BP oil spill: Setback in attempt to siphon oil from gulf waters, engineers will try again
May 15, 2010 -- Response crews continue with efforts to contain and clean up oil spilling into the waters of the Gulf of Mexico, despite a setback in the latest attempt...
May 15, 2010 -- Response crews continue with efforts to contain and clean up oil spilling into the waters of the Gulf of Mexico, despite a setback in the latest attempt. Overnight, engineers tried inserting a small, 6-inch tube into the broken 21-inch well pipe on the sea floor nearly a mile below the surface (see figure).
In a press conference earlier today, BP COO Doug Suttles explained that the overnight attempt to deploy the siphon encountered difficulty with a frame slipped. The equipment had to be hauled back up to the surface for adjustments.
Suttles said a second attempt is planned and should be underway by this evening. The siphon is not expected to stop the leak, just contain it. BP believes it will be able to capture about 85% of the oil using this method.
Meanwhile, deployment of the 'top hat' containment box is still planned for next week.
On Friday, BP was cleared by EPA for full-scale use of underwater dispersants. The expectation is that by applying dispersants at the source of the breach, the oily substance will be broken up into smaller pieces, allowing it to disperse more quickly in the water. Suttles said that it "seems to be working."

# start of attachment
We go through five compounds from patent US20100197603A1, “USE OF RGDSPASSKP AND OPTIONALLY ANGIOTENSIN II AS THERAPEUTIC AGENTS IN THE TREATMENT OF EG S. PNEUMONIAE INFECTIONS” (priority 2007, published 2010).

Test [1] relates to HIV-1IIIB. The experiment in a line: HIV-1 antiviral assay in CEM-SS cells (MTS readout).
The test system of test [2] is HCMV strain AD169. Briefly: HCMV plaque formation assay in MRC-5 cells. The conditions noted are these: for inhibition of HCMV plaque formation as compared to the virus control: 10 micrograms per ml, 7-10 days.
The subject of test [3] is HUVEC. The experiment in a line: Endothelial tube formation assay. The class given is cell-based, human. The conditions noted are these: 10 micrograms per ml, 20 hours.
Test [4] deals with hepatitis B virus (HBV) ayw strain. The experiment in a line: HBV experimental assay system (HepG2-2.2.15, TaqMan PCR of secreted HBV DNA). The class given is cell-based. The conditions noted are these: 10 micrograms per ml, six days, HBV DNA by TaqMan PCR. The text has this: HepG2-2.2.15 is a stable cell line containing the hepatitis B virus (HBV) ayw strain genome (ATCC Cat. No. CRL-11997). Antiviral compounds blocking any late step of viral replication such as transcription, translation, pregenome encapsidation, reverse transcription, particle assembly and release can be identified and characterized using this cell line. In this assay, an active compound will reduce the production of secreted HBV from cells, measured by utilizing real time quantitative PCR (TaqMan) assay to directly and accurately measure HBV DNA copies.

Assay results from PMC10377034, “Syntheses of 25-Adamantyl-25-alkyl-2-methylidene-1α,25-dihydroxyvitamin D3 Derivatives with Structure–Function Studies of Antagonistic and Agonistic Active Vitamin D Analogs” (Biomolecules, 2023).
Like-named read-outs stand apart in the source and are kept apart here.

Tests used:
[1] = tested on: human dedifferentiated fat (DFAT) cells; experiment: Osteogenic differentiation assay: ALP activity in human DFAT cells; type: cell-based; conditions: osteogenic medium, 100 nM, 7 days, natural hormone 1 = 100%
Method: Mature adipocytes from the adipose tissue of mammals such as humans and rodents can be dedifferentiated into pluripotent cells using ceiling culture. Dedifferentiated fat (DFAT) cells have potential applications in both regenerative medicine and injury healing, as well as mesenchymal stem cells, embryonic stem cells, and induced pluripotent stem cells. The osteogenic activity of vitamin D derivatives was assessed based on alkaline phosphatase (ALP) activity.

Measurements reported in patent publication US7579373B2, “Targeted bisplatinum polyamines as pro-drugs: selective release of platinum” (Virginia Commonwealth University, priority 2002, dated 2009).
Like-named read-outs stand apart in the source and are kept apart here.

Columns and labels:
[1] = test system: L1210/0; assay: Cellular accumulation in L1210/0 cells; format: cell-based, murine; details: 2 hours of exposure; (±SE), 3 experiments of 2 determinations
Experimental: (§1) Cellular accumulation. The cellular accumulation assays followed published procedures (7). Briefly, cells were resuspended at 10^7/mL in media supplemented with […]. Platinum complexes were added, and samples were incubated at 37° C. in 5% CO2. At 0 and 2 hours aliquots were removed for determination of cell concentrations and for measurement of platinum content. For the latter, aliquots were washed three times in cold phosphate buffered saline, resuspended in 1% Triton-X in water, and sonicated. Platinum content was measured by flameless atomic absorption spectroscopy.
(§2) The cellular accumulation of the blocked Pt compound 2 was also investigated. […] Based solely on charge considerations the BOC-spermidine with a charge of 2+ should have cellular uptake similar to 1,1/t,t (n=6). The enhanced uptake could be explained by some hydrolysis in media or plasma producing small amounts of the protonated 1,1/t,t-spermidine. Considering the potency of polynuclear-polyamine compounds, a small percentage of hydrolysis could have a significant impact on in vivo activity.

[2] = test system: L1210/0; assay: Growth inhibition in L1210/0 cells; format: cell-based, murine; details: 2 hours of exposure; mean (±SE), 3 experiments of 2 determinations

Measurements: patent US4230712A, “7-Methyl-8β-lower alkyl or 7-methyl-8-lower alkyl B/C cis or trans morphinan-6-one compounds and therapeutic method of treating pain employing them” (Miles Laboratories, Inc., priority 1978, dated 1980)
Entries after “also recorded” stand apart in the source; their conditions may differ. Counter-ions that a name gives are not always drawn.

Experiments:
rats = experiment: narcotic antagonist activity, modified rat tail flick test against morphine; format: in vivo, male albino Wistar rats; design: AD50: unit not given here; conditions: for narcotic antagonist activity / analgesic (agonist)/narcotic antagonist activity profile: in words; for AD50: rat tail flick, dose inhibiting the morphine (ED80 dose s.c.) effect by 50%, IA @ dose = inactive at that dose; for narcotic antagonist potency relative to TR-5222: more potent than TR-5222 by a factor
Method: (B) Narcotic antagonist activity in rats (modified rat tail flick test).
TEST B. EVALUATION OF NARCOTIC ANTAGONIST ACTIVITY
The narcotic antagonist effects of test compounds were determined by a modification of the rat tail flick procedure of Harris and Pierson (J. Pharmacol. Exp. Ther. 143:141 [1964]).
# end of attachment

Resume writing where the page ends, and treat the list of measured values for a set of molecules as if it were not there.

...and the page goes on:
The use of subsea dispersants has been a controversial subject because it's never been done before and the effects are unknown. EPA conducted testing over the past week as BP engineers deployed the subsea dispersants on a smaller scale. The agency is confident that it’s safe to proceed with full-scale use, but said it will closely monitor progress and will reverse its decision if evidence of adverse impact emerges.
Over 450,000 gallons of chemical dispersants have been used on the surface, and over 28,000 gallons of subsea dispersants have been applied.
EPA and the Coast Guard have emphasized that use of dispersants is "just one tool in the toolkit." Traditional strategies are also being employed. These include controlled burns, absorbent booms, oil skimming, and containment booms. To date, more that 1.2 million feet of containment boom has been deployed.
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